Is Impunity Absolute?

The stories multiply of how Donald Trump treats and talks about women; his racist promotion of offensive stereotypes, demonization of immigrants, and defense of white supremacists; the compulsive lying, endless cover-ups, blatant appeals to authoritarianism, and what appear to be more instances of corruption and ethics violations than can be easily counted.

Because he has the unconditional and unwavering backing of one of America’s two major political parties (and that party controls both chambers of Congress), it seems like Trump can do anything, say anything, and degrade people — and, indeed, entire communities — with absolute impunity.

But there is a limit.

For all of Republicans’ abuses of power to shield Trump and his team from accountability, the fact remains that no one is above the law — not even the president.

Trump has crossed so many lines. For his attacks on people and communities, his assault on institutions and norms, and his war on our constitutional rights and values, we must work hard to make sure that he and his party are held accountable on Election Day. But if America itself — as a nation and, perhaps even more importantly, as an idea — is to survive the Trump presidency, there’s a line that he must not be allowed to cross.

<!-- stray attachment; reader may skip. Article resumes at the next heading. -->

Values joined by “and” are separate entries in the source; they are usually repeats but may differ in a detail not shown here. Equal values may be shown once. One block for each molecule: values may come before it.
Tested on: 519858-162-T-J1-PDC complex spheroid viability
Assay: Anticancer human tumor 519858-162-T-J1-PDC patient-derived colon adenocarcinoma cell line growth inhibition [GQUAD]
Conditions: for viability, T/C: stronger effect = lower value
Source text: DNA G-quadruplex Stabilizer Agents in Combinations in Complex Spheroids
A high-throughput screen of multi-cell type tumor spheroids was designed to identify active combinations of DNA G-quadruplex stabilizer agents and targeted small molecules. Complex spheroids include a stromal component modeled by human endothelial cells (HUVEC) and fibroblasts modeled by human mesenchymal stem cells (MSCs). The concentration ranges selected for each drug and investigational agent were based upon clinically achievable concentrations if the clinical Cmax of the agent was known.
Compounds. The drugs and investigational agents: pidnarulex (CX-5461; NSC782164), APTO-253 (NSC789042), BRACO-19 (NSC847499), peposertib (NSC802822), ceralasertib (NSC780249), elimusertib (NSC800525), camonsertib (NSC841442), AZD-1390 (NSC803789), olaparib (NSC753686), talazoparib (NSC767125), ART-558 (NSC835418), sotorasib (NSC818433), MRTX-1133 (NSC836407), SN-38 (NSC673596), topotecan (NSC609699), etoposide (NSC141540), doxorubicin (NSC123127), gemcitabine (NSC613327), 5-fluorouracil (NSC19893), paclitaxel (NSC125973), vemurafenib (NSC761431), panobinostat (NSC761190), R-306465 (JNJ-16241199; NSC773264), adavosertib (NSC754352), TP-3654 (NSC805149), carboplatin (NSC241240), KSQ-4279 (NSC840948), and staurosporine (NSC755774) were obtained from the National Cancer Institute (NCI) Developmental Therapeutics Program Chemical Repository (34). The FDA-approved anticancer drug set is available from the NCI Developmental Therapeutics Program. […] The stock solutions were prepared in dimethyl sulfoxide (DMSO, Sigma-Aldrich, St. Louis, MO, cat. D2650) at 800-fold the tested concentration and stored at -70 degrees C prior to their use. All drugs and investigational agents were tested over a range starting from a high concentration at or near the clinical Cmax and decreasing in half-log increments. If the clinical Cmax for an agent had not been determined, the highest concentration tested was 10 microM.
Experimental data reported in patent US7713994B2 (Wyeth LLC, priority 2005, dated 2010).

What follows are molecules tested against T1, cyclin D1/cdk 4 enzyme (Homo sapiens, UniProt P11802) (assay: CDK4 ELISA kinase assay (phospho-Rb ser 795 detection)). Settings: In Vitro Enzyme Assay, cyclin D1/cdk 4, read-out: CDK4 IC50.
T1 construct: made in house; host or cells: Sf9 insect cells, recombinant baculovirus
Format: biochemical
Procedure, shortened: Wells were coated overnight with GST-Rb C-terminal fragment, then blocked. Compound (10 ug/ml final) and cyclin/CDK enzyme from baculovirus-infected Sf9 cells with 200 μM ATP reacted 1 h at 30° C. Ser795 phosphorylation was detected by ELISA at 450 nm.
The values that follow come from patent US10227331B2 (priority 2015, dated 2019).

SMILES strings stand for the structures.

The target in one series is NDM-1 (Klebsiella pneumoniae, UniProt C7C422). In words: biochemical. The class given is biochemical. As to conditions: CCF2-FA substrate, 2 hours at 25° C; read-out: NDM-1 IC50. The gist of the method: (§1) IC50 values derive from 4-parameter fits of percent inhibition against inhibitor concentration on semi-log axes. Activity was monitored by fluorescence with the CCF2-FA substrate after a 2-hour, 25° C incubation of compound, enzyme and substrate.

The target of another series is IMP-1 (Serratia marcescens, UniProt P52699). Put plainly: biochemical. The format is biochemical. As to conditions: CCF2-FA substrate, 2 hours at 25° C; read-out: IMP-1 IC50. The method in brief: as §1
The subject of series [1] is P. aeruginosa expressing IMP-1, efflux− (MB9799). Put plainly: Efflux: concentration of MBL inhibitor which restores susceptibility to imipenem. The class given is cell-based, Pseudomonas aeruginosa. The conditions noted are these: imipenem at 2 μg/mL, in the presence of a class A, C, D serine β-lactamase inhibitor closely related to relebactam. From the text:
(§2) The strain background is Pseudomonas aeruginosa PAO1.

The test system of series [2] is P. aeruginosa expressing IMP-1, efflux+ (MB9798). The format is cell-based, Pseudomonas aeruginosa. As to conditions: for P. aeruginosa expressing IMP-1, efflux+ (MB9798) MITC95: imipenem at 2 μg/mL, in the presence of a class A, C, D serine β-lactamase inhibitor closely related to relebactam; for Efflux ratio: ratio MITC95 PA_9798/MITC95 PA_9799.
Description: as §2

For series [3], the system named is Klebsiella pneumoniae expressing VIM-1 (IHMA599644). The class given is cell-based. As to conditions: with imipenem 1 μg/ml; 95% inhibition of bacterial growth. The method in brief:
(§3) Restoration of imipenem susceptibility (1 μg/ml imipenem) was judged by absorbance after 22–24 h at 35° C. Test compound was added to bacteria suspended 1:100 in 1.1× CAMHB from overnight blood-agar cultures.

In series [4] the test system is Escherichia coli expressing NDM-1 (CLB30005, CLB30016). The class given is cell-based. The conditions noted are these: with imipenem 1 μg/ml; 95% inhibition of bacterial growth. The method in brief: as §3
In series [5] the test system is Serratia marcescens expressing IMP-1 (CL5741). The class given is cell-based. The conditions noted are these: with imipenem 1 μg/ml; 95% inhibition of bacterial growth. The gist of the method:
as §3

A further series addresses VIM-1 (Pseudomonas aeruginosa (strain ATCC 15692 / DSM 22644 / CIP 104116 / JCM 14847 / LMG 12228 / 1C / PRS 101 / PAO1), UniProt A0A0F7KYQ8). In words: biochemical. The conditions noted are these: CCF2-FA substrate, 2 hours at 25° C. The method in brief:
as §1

If Donald Trump fires Special Counsel Robert Mueller, or moves to derail the Russia investigation with other actions (like the firing of other key Justice Department staff) that are clearly meant to obstruct justice or thwart the law, we must be in the streets, in towns and cities all across the country, with a robust coalition of Americans who are committed to defending our democracy and holding power accountable.

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